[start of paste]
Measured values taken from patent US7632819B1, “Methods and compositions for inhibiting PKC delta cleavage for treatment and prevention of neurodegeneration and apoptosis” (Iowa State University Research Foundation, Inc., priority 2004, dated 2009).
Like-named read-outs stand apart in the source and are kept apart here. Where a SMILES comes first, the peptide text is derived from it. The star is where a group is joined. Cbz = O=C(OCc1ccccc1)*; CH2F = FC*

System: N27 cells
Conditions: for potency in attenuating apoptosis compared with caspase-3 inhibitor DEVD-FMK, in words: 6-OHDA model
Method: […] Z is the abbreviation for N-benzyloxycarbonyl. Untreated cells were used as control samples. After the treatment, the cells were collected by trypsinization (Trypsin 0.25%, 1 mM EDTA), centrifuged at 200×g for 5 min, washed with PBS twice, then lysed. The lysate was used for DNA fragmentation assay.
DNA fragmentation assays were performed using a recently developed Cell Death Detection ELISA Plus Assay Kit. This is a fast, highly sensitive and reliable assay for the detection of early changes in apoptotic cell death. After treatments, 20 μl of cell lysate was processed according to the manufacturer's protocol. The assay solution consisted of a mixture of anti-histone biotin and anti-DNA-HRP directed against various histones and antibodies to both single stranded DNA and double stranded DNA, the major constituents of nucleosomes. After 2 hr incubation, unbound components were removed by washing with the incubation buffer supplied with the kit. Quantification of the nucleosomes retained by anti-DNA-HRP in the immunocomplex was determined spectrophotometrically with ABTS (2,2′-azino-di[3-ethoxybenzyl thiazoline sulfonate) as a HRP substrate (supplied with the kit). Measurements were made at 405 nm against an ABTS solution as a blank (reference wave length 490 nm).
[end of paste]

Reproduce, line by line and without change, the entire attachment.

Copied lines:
Measured values taken from patent US7632819B1, “Methods and compositions for inhibiting PKC delta cleavage for treatment and prevention of neurodegeneration and apoptosis” (Iowa State University Research Foundation, Inc., priority 2004, dated 2009).
Like-named read-outs stand apart in the source and are kept apart here. Where a SMILES comes first, the peptide text is derived from it. The star is where a group is joined. Cbz = O=C(OCc1ccccc1)*; CH2F = FC*

System: N27 cells
Conditions: for potency in attenuating apoptosis compared with caspase-3 inhibitor DEVD-FMK, in words: 6-OHDA model
Method: […] Z is the abbreviation for N-benzyloxycarbonyl. Untreated cells were used as control samples. After the treatment, the cells were collected by trypsinization (Trypsin 0.25%, 1 mM EDTA), centrifuged at 200×g for 5 min, washed with PBS twice, then lysed. The lysate was used for DNA fragmentation assay.
DNA fragmentation assays were performed using a recently developed Cell Death Detection ELISA Plus Assay Kit. This is a fast, highly sensitive and reliable assay for the detection of early changes in apoptotic cell death. After treatments, 20 μl of cell lysate was processed according to the manufacturer's protocol. The assay solution consisted of a mixture of anti-histone biotin and anti-DNA-HRP directed against various histones and antibodies to both single stranded DNA and double stranded DNA, the major constituents of nucleosomes. After 2 hr incubation, unbound components were removed by washing with the incubation buffer supplied with the kit. Quantification of the nucleosomes retained by anti-DNA-HRP in the immunocomplex was determined spectrophotometrically with ABTS (2,2′-azino-di[3-ethoxybenzyl thiazoline sulfonate) as a HRP substrate (supplied with the kit). Measurements were made at 405 nm against an ABTS solution as a blank (reference wave length 490 nm).